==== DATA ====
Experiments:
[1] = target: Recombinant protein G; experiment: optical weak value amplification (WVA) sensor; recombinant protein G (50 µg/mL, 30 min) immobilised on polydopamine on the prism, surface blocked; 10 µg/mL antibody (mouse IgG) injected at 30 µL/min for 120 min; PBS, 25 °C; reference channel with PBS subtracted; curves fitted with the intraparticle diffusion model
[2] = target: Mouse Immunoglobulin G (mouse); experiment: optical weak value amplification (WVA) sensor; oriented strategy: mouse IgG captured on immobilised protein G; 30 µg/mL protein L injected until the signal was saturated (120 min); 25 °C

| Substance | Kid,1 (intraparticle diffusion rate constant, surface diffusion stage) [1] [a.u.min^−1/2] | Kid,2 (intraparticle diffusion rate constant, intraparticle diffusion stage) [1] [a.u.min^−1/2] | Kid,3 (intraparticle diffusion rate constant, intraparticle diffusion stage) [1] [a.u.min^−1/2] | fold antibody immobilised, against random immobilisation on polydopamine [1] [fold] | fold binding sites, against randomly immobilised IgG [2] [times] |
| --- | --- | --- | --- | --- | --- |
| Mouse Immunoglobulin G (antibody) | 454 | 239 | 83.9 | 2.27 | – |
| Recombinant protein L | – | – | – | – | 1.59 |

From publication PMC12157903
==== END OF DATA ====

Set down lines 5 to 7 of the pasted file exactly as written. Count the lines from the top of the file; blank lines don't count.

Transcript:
| --- | --- | --- | --- | --- | --- |
| Mouse Immunoglobulin G (antibody) | 454 | 239 | 83.9 | 2.27 | – |
| Recombinant protein L | – | – | – | – | 1.59 |